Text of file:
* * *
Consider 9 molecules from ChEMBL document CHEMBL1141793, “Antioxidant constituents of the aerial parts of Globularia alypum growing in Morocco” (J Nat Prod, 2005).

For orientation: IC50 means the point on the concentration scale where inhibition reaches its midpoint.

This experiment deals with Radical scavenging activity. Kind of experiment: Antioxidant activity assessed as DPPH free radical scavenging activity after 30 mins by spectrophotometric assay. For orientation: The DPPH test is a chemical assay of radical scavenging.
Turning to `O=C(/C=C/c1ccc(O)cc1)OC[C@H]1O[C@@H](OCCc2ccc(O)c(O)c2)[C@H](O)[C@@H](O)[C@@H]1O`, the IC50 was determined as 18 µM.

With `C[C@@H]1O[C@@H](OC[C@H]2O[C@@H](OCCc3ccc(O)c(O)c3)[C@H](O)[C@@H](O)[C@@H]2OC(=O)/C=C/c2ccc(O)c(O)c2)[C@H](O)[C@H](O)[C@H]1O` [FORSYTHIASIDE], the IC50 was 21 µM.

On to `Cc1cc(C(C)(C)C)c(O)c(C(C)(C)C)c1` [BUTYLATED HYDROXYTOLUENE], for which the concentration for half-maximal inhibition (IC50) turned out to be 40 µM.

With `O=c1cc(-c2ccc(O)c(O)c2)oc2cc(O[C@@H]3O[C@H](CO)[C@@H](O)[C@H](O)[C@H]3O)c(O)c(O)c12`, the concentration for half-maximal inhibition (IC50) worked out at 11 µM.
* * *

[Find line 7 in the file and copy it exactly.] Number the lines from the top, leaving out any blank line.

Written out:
With `O=c1cc(-c2ccc(O)c(O)c2)oc2cc(O[C@@H]3O[C@H](CO)[C@@H](O)[C@H](O)[C@H]3O)c(O)c(O)c12`, the concentration for half-maximal inhibition (IC50) worked out at 11 µM.